In his lifetime, Francis Osborn owned 245 acres, and roughly a dozen slaves, which placed him in the middle of the county's wealth. Small landowners, who owned a few hundred acres of land, and more than a few slaves, made up a large portion of the county's population. Their own status was relatively secure during the first decades after the Revolution--their family would never starve--but the future was more precarious for their children. Overall, landownership was declining, and the cost of purchasing new land was quite high. While some could acquire land through inheritance, not everyone could. Osborn, for example, had nine children, including four sons (his daughters would presumably hope to marry men who had land of their own), and dividing his land among them all would have resulted in plots too small to farm efficiently. Still, where many Revolutionary War veterans struggled in the new nation, Francis Osborn found relative success and stability. [7]

Owen Lourie, 2016


[1] Muster Rolls and Other Records of Service of Maryland Troops in the American Revolution. Archives of Maryland Online, vol. 18, p. 8.

[2] Will of John Osborn, 1789, Prince George's County Register of Wills, Wills, Liber T1, 278 [MSA C1326-3, 1/25/7/4]; Jean B. Lee, The Price of Nationhood: The American Revolution in Charles County (New York: W.W. Norton, 1994), 163.

[3] Return of the Maryland troops, 27 September 1776, from; Mark Andrew Tacyn "'To the End:' The First Maryland Regiment and the American Revolution" (PhD diss., University of Maryland College Park, 1999), 48-73. For more on the experience of the Marylanders at the Battle of Brooklyn, see "In Their Own Words," on the Maryland State Archives research blog, Finding the Maryland 400.

[4] Pension of Patrick Sim. National Archives, Revolutionary War Pension and Bounty Land-Warrant Application Files, S35072, from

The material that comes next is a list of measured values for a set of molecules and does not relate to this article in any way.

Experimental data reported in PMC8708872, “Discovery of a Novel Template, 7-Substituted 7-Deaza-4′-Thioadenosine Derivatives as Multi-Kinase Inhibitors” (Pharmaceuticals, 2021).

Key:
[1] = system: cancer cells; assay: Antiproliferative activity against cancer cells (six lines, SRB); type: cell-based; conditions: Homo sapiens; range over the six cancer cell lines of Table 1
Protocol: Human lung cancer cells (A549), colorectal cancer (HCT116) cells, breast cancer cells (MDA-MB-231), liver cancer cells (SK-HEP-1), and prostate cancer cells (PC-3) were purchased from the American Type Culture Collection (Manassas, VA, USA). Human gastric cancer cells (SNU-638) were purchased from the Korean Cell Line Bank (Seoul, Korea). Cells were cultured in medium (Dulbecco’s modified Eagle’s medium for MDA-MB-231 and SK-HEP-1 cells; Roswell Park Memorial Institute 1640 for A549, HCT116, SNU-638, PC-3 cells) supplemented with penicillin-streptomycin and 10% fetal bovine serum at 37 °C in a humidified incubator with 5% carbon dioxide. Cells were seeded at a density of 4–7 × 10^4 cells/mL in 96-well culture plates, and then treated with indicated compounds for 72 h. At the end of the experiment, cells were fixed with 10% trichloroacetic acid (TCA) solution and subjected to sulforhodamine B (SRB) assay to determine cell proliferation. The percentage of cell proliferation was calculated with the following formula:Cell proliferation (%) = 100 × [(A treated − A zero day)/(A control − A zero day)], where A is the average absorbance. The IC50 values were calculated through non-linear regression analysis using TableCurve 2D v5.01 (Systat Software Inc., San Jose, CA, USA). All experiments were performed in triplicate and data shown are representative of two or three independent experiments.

[5] Journal and Correspondence of the State Council, October 27, 1779 - November 13, 1780, Archives of Maryland Online vol. 43, p. 4. The description of Osborn as a former member of "Simms's Company of the old Maryland Regiment" indicates that he had not served in any other unit.

[6] Prince George's County Court, Marriage Licenses, 1777-1797, 5 [MSA CM783-1, CR 50,230]; John Osborne, et al. v. Jeremiah Perry, et al., 1825, Chancery Court, Chancery Papers, MdHR 17,898-10,087 [MSA S512-9975, 1/39/2/32]; John Osborn will; Deed, Francis Osborn to Thomas and John Osborn, 1821, Prince George's County Court, Land Records, Liber AB 1, 538 [MSA CE 65-48]; Deed, Francis Osborn to Thomas Osborn, 1821, Prince George's County Court, Land Records, Liber AB 1, 540; U.S. Federal Census, 1790, Prince George's County, Maryland; U.S. Federal Census, 1800, Prince George's County, Maryland; U.S. Federal Census, 1810, Upper Marlboro, Charlotte Vale and Calvert Hundreds, Prince George's County, Maryland; U.S. Federal Census, 1820, District 4, Anne Arundel County, Maryland; Inventory of Francis Osborn, 1825, Anne Arundel County, Register of Wills, Inventories, Liber THH 3, 374 [MSA C88-19, 1/3/12/41].

[7] Wealth information is drawn from the annual county assessments, Prince George's County Commissioners of the Tax, Assessment Records, 1793-1822 [MSA C1162] and the 1798 Federal Direct Tax, Archives of Maryland Online vol. 729, General List of Land, Prince George's County, p. 1975, General List of Slaves, p. 1980, and Particular List of Land, p. 1999. Steven Sarson, "Landlessness and Tenancy in Early National Prince George's County, Maryland," The William and Mary Quarterly, 3rd ser., vol. 57, no. 3 (Jul. 2000), 572-574; Steven Sarson, "Yeoman Farmers in a Planters' Republic: Socioeconomic Conditions and Relations in Early National Prince George's County, Maryland," Journal of the Early Republic 29, no. 1 (Spr. 2009), 68-78.